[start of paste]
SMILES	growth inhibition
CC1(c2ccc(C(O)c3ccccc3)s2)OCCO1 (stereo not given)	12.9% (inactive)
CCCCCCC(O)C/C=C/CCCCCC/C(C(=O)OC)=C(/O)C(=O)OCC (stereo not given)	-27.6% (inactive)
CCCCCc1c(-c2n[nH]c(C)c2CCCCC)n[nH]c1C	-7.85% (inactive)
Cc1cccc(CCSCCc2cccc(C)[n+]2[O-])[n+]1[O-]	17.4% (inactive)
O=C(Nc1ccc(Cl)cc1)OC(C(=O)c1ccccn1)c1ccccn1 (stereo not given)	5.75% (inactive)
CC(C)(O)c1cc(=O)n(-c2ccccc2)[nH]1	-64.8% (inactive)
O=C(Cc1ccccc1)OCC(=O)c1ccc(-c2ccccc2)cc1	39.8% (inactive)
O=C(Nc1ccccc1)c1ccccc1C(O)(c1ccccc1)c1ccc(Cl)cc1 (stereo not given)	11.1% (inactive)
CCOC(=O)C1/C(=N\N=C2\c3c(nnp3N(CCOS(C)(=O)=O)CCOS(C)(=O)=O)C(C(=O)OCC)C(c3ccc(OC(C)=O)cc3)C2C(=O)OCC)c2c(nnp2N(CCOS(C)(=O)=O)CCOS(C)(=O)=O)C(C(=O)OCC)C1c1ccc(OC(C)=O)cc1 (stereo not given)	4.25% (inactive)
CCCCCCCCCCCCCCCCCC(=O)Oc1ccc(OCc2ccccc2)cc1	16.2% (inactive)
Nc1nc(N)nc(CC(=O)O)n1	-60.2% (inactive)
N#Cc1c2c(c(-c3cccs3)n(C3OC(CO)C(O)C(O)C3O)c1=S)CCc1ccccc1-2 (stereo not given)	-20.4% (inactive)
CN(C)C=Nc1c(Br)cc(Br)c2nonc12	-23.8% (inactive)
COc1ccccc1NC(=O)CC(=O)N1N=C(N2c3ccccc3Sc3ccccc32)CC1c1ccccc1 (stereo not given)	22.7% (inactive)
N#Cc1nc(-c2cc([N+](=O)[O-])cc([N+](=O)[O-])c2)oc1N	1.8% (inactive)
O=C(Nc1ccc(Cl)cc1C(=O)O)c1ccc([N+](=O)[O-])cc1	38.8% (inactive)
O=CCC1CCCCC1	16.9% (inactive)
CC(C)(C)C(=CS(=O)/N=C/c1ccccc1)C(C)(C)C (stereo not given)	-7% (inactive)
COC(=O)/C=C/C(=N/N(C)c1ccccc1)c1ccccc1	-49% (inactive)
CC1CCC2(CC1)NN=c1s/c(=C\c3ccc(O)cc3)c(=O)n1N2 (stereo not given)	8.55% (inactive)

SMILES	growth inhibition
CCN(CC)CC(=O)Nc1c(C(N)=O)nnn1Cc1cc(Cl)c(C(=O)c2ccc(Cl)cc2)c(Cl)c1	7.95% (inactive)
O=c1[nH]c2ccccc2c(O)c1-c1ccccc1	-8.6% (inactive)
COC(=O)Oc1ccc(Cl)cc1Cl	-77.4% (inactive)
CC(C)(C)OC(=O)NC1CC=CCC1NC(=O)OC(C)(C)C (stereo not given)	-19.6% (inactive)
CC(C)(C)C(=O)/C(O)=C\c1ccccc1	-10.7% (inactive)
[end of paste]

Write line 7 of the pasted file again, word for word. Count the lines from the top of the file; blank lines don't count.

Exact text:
CC(C)(O)c1cc(=O)n(-c2ccccc2)[nH]1	-64.8% (inactive)